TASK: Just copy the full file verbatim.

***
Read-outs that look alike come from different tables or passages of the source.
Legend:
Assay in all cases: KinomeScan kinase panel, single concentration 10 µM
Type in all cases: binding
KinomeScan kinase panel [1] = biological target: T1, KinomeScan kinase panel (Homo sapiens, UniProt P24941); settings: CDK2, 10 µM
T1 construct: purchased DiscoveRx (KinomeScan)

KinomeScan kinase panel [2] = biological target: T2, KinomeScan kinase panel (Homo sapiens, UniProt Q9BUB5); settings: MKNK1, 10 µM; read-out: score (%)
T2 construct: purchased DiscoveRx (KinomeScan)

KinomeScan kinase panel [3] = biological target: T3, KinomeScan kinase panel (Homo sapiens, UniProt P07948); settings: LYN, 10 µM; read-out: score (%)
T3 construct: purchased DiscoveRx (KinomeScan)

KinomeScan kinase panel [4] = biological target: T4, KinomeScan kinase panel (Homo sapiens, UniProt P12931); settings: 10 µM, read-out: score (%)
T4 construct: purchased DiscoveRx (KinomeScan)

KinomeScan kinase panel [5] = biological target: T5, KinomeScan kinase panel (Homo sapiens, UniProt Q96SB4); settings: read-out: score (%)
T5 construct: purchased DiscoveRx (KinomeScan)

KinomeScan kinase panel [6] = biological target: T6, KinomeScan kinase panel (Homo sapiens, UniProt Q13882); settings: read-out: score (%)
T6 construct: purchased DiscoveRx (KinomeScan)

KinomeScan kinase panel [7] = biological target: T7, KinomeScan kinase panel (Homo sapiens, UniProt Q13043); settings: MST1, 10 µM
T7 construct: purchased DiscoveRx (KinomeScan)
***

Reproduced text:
Read-outs that look alike come from different tables or passages of the source.
Legend:
Assay in all cases: KinomeScan kinase panel, single concentration 10 µM
Type in all cases: binding
KinomeScan kinase panel [1] = biological target: T1, KinomeScan kinase panel (Homo sapiens, UniProt P24941); settings: CDK2, 10 µM
T1 construct: purchased DiscoveRx (KinomeScan)

KinomeScan kinase panel [2] = biological target: T2, KinomeScan kinase panel (Homo sapiens, UniProt Q9BUB5); settings: MKNK1, 10 µM; read-out: score (%)
T2 construct: purchased DiscoveRx (KinomeScan)

KinomeScan kinase panel [3] = biological target: T3, KinomeScan kinase panel (Homo sapiens, UniProt P07948); settings: LYN, 10 µM; read-out: score (%)
T3 construct: purchased DiscoveRx (KinomeScan)

KinomeScan kinase panel [4] = biological target: T4, KinomeScan kinase panel (Homo sapiens, UniProt P12931); settings: 10 µM, read-out: score (%)
T4 construct: purchased DiscoveRx (KinomeScan)

KinomeScan kinase panel [5] = biological target: T5, KinomeScan kinase panel (Homo sapiens, UniProt Q96SB4); settings: read-out: score (%)
T5 construct: purchased DiscoveRx (KinomeScan)

KinomeScan kinase panel [6] = biological target: T6, KinomeScan kinase panel (Homo sapiens, UniProt Q13882); settings: read-out: score (%)
T6 construct: purchased DiscoveRx (KinomeScan)

KinomeScan kinase panel [7] = biological target: T7, KinomeScan kinase panel (Homo sapiens, UniProt Q13043); settings: MST1, 10 µM
T7 construct: purchased DiscoveRx (KinomeScan)